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They Pay $500 a Month for a Loft in Brooklyn

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Good morning. It’s Wednesday. We’ll look at a big loft in Brooklyn that rents for $500 a month. That’s right, $500 a month. We’ll also look at how the city’s jail commissioner emailed his staff in an apparent bid to hold down the death toll at Rikers Island.

Credit…Andrea Mohin/The New York Times

In a city where rental prices keep setting records and the real estate firm Douglas Elliman says the median for a two-bedroom apartment in Manhattan is now $4,100 a month, Jens Rasmussen and Maria Aparo live in that rarest of places: a $500-a-month loft.

It’s large loft, at 3,200 square feet — roughly a third larger than the average single-family house nationwide and a bit less than triple the average size of a two-bedroom apartment in Manhattan, according to the appraiser Jonathan Miller.

It’s so large that their two-bedroom living area fills only half of the space. Rasmussen and Aparo, theater-world veterans, have turned the rest into two studios that Aparo calls “blank canvases for creativity.” They charge fees for film and photography shoots there. They also make the studios available, free, to artists and community organizations.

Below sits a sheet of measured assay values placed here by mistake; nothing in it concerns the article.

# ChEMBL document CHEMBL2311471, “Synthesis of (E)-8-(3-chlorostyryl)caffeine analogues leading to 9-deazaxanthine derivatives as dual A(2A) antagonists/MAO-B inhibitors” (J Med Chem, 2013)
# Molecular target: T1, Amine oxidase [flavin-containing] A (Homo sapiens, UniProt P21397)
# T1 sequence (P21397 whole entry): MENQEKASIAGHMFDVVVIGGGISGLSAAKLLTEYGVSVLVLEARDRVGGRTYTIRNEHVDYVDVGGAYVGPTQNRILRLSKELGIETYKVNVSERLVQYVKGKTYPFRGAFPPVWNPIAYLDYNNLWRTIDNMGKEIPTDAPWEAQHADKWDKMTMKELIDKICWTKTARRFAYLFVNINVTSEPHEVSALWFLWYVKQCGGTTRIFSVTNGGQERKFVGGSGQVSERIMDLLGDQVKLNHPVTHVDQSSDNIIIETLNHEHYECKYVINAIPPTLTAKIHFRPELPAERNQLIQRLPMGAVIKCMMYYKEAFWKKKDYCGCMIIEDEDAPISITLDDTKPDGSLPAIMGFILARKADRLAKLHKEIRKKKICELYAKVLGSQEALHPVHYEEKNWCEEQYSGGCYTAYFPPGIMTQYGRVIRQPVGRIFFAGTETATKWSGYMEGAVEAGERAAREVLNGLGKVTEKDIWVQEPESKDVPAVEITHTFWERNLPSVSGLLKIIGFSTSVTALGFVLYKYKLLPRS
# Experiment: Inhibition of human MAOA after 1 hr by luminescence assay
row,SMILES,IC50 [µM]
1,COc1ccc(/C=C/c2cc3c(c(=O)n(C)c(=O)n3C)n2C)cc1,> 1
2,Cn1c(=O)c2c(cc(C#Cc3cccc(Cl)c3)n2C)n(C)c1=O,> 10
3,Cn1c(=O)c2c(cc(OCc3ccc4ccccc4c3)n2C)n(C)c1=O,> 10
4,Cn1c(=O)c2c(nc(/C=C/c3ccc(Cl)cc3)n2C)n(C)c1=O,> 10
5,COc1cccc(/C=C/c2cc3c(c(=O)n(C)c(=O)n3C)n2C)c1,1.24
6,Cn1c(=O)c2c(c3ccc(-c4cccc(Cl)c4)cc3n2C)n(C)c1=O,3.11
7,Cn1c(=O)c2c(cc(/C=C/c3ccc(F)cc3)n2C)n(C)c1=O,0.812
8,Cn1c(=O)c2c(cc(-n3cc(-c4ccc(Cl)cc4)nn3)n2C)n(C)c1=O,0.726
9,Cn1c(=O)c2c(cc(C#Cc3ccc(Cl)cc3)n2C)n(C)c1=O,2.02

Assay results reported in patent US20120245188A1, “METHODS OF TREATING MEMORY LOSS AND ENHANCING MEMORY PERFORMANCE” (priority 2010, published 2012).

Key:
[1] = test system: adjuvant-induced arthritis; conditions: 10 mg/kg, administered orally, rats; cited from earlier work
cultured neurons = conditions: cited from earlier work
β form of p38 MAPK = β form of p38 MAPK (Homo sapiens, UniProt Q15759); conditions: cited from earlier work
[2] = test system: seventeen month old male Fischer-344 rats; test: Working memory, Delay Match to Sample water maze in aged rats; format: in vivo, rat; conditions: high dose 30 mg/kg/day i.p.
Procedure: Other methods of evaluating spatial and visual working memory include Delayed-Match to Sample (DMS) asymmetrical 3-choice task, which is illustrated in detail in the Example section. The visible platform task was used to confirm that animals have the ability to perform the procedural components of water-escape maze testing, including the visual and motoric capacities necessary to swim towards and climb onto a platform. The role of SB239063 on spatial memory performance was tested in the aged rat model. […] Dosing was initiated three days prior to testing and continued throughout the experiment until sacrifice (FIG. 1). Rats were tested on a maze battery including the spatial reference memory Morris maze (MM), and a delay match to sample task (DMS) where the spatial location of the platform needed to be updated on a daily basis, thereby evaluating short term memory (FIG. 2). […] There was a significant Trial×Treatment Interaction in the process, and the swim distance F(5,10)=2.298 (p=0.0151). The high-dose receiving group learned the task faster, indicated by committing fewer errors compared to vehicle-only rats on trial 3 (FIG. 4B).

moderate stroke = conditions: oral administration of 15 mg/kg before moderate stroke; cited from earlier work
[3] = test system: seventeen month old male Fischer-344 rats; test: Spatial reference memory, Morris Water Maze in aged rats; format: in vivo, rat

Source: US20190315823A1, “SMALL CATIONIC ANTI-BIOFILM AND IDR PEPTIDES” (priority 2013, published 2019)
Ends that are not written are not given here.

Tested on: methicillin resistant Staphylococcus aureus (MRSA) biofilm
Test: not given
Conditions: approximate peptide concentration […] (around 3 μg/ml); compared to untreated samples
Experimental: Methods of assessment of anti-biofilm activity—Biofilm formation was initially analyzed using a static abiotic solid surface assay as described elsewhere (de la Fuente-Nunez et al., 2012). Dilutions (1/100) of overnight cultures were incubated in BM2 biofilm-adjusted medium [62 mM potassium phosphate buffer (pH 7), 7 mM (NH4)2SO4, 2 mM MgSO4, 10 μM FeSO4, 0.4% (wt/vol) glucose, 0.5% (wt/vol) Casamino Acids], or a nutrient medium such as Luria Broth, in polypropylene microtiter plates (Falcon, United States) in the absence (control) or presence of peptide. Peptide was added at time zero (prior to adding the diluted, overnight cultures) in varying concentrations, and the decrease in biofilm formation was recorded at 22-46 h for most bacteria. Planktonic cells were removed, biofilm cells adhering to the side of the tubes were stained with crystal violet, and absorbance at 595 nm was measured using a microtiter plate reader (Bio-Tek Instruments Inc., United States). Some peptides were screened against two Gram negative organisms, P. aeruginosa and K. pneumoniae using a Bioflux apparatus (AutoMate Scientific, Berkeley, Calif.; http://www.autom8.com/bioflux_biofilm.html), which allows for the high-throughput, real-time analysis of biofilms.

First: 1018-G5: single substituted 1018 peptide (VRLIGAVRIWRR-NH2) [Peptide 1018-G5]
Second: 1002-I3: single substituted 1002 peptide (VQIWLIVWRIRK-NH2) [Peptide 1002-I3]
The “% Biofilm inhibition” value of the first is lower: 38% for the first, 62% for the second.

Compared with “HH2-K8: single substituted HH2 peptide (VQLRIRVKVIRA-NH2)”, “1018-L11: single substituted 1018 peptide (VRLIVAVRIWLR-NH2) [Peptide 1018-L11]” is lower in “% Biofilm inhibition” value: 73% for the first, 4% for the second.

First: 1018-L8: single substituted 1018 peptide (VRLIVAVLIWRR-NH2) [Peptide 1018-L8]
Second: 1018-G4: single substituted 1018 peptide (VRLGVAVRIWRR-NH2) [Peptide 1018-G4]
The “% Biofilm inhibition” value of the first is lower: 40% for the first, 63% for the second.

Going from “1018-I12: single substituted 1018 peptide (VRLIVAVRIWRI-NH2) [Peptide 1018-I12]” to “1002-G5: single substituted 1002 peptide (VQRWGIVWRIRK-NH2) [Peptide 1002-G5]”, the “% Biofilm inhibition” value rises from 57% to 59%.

Their loft, the top floor of what was once a factory in Greenpoint, Brooklyn, where potato chips were made, is covered by a 1982 state statute that affects a tiny fraction of city’s rental stock — only 325 buildings at the moment, according to the Department of Buildings. The law provided protections against evictions and rent increases to artists who had converted industrial spaces or lofts into living and working quarters.

Most of the loft dwellers who went through the required certification process were in SoHo. But a few in Brooklyn also sought eligibility, among them Rasmussen’s mother-in-law from an earlier marriage. She eventually passed the loft on to Rasmussen and his first wife. “In the divorce,” he told our writer D.W. Gibson, “I gave her all the money, and she gave me the loft.”

Rasmussen, 52, has now lived there for half his life. “Essentially my rent is locked in at the rate it was when they first started renting in this building,” he said. “I’m thankful for the loft law — so thankful. Without it, we wouldn’t be able to stay in the city.”

He and Aparo, 36, barely knew each other before the Covid-19 closed in, though they had moved in the same circles for years, and both left the city during the pandemic to care for family members. They began exchanging texts after she wrote a social media post about looking after her grandmother, who had Parkinson’s disease. Before long, text messages were not enough. “I finally said: ‘I’m going to reach out because I need to talk about it and you probably do too — this is not a text conversation,” he recalled.